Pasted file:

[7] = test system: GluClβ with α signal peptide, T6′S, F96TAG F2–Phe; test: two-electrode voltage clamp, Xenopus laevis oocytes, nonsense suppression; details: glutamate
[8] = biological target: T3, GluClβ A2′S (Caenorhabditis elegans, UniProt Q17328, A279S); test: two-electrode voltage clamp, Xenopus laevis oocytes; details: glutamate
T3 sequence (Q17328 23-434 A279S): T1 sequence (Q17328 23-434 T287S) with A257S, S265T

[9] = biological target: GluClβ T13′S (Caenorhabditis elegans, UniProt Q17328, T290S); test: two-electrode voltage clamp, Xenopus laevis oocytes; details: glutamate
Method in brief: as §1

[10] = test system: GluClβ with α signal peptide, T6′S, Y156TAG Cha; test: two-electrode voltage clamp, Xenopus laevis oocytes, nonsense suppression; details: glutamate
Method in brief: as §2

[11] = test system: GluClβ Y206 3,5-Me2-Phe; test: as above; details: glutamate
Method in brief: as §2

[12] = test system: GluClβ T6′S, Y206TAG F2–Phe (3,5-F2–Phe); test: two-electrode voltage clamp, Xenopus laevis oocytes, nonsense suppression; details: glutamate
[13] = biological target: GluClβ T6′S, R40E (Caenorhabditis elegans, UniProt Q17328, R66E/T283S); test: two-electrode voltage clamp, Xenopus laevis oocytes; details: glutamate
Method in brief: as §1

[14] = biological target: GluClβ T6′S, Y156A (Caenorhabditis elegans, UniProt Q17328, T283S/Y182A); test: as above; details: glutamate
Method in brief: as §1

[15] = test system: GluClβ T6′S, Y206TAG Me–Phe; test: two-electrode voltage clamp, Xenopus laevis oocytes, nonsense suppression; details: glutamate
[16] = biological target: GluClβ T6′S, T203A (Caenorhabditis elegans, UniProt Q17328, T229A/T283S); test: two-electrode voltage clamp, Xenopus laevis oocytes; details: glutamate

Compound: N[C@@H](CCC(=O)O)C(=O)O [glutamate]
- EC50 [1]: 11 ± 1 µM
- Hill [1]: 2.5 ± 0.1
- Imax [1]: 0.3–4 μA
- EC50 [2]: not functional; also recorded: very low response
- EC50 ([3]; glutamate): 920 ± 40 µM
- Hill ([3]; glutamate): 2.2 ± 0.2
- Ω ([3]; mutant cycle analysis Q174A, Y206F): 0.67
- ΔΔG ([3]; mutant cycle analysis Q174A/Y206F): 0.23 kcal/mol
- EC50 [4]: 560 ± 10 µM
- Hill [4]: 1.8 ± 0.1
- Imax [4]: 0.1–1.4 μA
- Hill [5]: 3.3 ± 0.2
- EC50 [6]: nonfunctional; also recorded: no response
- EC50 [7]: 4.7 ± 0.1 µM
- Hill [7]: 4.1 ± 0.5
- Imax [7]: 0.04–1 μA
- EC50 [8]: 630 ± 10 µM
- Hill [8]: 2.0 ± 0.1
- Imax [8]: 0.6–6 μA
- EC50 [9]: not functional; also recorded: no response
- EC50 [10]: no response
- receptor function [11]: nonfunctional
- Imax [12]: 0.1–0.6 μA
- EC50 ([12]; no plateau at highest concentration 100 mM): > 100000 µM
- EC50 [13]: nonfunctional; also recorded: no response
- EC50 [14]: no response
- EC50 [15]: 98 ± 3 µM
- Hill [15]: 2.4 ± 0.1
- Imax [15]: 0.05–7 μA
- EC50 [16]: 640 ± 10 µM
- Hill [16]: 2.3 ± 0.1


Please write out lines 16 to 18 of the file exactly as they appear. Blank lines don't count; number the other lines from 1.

[16] = biological target: GluClβ T6′S, T203A (Caenorhabditis elegans, UniProt Q17328, T229A/T283S); test: two-electrode voltage clamp, Xenopus laevis oocytes; details: glutamate

Compound: N[C@@H](CCC(=O)O)C(=O)O [glutamate]
- EC50 [1]: 11 ± 1 µM